How to Avoid Having a Shitty Relationship
We all know about the running joke that romantic relationships are a source of misery.
We grew up on shows like Married With Children where Al Bundy hated having to hang out with his wife Peg. We hear friends challenge each other with, “You’re so whipped!” And serious couples give us ominous warnings such as, “Don’t get married.” or “It’s all good now, but wait until the honeymoon is over.”
These may make us laugh but they also reinforce that our partners are a burden on our lives.
It’s true that maintaining a happy, healthy relationship takes work. But that doesn’t mean it has to suck.
The secret lies in finding a relationship that makes life easier and more fulfilling for you. With a compatible partner and mutual support, your relationship should decrease outside stresses, increase productivity, and improve the quality of your lives.
Take initiative and lend a hand
You shouldn’t need to be told to help out. If you’re sitting around and there’s something that you know needs to get done (such as the dishes or laundry), do it. Most of the time it takes only a few minutes.
I understand you might be tired or need to unwind. But those tasks aren’t going to do themselves. They will just continue to pile up and usually cause more anxiety for you and your partner.
Maybe you think, “My girlfriend/boyfriend will take care of it.” Great, but don’t be surprised when they start feeling overworked and taken advantage of. And don’t be surprised when your sex life diminishes.
Stress kills libido. If your girl always comes home to chores, she’s not going to feel sexy for you. She’s going to be tired and tense. Instead, take some of the workload for her. She’ll be relaxed and grateful — a winning combination to get her in the mood.
Don’t associate certain duties to yourself
It’s 2014, there are no gender-specific jobs. Men: you can wash dishes, cook dinner, and fold laundry. Women: you can put up a shelf, change your oil, and kill that scary spider (or take it outside, your choice).
Do the above sound like ridiculously sexist statements? They are, but that doesn’t mean I haven’t heard people in couples say, “I don’t do that kind of stuff” or “That’s her job, not mine.” Those are bullshit excuses.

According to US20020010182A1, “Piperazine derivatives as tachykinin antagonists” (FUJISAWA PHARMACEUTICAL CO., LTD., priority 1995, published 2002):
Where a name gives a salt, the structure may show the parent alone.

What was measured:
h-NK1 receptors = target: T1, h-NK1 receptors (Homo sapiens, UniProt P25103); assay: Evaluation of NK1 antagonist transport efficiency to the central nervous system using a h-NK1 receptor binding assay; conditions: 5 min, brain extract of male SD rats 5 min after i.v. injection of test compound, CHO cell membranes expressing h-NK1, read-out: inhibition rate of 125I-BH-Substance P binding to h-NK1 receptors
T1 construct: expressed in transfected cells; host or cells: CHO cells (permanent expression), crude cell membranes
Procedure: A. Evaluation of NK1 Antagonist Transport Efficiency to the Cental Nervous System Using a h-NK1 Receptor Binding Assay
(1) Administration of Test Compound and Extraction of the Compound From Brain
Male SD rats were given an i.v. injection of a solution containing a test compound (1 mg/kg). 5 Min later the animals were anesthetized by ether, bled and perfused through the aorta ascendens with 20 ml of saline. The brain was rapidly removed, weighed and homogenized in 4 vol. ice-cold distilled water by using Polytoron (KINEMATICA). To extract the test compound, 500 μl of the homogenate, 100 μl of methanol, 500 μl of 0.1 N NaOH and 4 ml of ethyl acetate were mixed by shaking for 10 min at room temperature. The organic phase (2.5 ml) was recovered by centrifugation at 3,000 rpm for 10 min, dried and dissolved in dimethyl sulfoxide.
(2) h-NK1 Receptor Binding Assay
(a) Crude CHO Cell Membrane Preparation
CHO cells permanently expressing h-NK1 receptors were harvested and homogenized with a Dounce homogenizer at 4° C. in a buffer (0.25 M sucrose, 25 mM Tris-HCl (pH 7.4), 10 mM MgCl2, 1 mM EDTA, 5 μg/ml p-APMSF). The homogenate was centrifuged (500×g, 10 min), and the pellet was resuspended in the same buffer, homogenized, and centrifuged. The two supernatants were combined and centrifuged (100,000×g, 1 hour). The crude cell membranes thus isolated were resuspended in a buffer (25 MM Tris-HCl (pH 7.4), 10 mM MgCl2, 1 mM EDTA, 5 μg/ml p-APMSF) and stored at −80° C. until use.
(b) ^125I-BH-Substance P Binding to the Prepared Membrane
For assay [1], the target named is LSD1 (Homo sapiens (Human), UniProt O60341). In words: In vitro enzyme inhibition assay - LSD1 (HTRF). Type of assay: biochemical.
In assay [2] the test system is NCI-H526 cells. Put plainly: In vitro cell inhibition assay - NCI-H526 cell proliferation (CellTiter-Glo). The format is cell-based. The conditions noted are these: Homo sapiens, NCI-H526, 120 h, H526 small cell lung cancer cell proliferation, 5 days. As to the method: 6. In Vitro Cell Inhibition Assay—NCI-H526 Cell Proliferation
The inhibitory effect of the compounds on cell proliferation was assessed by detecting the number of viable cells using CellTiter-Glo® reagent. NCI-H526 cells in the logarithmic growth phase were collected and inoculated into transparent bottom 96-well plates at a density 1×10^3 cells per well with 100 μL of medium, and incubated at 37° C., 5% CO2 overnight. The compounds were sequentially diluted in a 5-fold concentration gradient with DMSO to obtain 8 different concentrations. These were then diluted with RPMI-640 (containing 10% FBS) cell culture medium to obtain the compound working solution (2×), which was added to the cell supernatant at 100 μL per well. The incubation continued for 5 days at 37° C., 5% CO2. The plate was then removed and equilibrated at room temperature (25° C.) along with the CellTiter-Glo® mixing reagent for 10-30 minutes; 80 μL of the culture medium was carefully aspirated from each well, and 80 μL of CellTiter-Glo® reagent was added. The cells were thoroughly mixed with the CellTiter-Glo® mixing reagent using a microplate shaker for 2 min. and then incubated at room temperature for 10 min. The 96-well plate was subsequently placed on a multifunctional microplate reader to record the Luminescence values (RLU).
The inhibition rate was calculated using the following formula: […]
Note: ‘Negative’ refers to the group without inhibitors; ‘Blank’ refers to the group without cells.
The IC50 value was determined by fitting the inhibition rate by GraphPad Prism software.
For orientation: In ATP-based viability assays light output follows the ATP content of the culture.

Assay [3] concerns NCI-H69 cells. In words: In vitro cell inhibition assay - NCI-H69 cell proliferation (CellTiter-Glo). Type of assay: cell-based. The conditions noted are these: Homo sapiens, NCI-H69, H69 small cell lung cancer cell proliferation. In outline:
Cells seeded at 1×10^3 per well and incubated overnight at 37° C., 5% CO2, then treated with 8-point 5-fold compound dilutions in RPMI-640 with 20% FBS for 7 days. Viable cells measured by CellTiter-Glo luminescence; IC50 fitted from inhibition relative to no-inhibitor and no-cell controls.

If you have a task system to keep you both organized, great. But even with that system, there will be times where one of you has to fill in for the other. Be willing to adapt and do something you’re uncomfortable with.
Stay healthy together
The hardest part of working out for many people is just starting. Once they get going, they become motivated and feel a sense of accomplishment. Having someone there with you is the best way to be held accountable.
Mr. Rogers went swimming every morning with his wife. I go trail running and hiking with my girlfriend. We throw the football around. We even have high-intensity dance parties.
Working out with someone else makes exercise fun. That’s why personal trainers are so effective. You can talk and keep each other distracted. You can make each other laugh. And you can challenge each other to keep pushing.
If you have different regiments, that’s still not an excuse. I do weighted bodyweight exercises while my girlfriend does regular bodyweight exercises. She may jog while I’ll sprint back and forth next to her. You can always find a way to make things work together.
Teach your partner what you know and like
I’m a tech nerd and I know my girlfriend will never be. It’s not her passion and I completely accept that. But I still take the time to teach her about my interests.
It helps her understand my world but there’s also immense value in it for her. She uses that knowledge to fix her MacBook Pro. She uses various applications to teach her students music. And she can hold conversation about many technology-related subjects with different people.
Teaching one another about passions also creates shared interests. Maybe you teach your girlfriend about craft beer and then you find a new hobby together visiting breweries.
Your partner doesn’t always have to share your interests but they should still understand and respect them. That can only happen if you take the time to educate them about it.
Communicate what you want done
Every day we have goals we want to accomplish. But no one can read your mind — you need to tell your partner what’s important for you to get done.
Whenever I hear someone complain about their partner not giving them time to themselves or to get work done, I ask, “Did you tell them about it?” The answer is usually “no.” You can’t blame someone or be mad at them for what they don’t know.
If you need alone time to study, speak up. If you want to see a friend you haven’t connected with in a while, let them know. If you’re trying to focus or work out, convey that clearly.
Not only will your partner be more understanding and supportive of your needs, they may even be able to help making things easier. Which brings me to…
Ask for help and allow yourself to be helped